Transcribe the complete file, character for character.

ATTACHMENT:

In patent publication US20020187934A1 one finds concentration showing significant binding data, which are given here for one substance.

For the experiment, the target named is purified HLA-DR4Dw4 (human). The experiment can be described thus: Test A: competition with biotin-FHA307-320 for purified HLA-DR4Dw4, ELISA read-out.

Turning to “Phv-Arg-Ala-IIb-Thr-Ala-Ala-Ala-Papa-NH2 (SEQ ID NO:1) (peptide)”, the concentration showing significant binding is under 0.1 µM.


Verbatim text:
In patent publication US20020187934A1 one finds concentration showing significant binding data, which are given here for one substance.

For the experiment, the target named is purified HLA-DR4Dw4 (human). The experiment can be described thus: Test A: competition with biotin-FHA307-320 for purified HLA-DR4Dw4, ELISA read-out.

Turning to “Phv-Arg-Ala-IIb-Thr-Ala-Ala-Ala-Papa-NH2 (SEQ ID NO:1) (peptide)”, the concentration showing significant binding is under 0.1 µM.